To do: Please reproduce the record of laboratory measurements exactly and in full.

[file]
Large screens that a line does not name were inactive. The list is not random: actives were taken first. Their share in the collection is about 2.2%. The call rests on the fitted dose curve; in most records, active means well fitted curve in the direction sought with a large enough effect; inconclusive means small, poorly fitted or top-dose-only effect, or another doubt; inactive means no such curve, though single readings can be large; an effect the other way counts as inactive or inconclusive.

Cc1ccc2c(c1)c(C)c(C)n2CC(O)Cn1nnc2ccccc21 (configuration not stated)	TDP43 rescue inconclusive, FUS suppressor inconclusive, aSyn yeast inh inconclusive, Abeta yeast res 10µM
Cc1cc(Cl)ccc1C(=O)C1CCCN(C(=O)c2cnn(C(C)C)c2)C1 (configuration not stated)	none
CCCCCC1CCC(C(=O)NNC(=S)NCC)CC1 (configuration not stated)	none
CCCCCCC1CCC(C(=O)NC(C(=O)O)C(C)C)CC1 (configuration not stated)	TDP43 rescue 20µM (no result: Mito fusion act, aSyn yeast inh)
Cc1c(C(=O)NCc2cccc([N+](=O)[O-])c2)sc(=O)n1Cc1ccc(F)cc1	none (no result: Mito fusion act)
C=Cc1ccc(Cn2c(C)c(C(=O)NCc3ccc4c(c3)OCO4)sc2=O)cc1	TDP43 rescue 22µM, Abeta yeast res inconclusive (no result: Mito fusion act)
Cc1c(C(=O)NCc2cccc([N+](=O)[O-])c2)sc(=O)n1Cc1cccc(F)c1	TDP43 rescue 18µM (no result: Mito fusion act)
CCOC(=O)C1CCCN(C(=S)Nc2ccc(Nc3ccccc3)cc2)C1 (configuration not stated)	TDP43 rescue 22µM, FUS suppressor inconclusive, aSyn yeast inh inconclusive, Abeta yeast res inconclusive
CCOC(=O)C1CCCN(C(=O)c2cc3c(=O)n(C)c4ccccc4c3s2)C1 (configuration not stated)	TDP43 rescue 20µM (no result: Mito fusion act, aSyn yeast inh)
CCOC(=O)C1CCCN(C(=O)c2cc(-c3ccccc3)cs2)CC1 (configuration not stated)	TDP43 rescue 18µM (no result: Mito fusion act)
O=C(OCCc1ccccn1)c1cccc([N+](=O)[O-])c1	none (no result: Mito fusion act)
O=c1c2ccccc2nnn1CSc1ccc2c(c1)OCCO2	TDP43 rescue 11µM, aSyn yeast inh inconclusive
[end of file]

Large screens that a line does not name were inactive. The list is not random: actives were taken first. Their share in the collection is about 2.2%. The call rests on the fitted dose curve; in most records, active means well fitted curve in the direction sought with a large enough effect; inconclusive means small, poorly fitted or top-dose-only effect, or another doubt; inactive means no such curve, though single readings can be large; an effect the other way counts as inactive or inconclusive.

Cc1ccc2c(c1)c(C)c(C)n2CC(O)Cn1nnc2ccccc21 (configuration not stated)	TDP43 rescue inconclusive, FUS suppressor inconclusive, aSyn yeast inh inconclusive, Abeta yeast res 10µM
Cc1cc(Cl)ccc1C(=O)C1CCCN(C(=O)c2cnn(C(C)C)c2)C1 (configuration not stated)	none
CCCCCC1CCC(C(=O)NNC(=S)NCC)CC1 (configuration not stated)	none
CCCCCCC1CCC(C(=O)NC(C(=O)O)C(C)C)CC1 (configuration not stated)	TDP43 rescue 20µM (no result: Mito fusion act, aSyn yeast inh)
Cc1c(C(=O)NCc2cccc([N+](=O)[O-])c2)sc(=O)n1Cc1ccc(F)cc1	none (no result: Mito fusion act)
C=Cc1ccc(Cn2c(C)c(C(=O)NCc3ccc4c(c3)OCO4)sc2=O)cc1	TDP43 rescue 22µM, Abeta yeast res inconclusive (no result: Mito fusion act)
Cc1c(C(=O)NCc2cccc([N+](=O)[O-])c2)sc(=O)n1Cc1cccc(F)c1	TDP43 rescue 18µM (no result: Mito fusion act)
CCOC(=O)C1CCCN(C(=S)Nc2ccc(Nc3ccccc3)cc2)C1 (configuration not stated)	TDP43 rescue 22µM, FUS suppressor inconclusive, aSyn yeast inh inconclusive, Abeta yeast res inconclusive
CCOC(=O)C1CCCN(C(=O)c2cc3c(=O)n(C)c4ccccc4c3s2)C1 (configuration not stated)	TDP43 rescue 20µM (no result: Mito fusion act, aSyn yeast inh)
CCOC(=O)C1CCCN(C(=O)c2cc(-c3ccccc3)cs2)CC1 (configuration not stated)	TDP43 rescue 18µM (no result: Mito fusion act)
O=C(OCCc1ccccn1)c1cccc([N+](=O)[O-])c1	none (no result: Mito fusion act)
O=c1c2ccccc2nnn1CSc1ccc2c(c1)OCCO2	TDP43 rescue 11µM, aSyn yeast inh inconclusive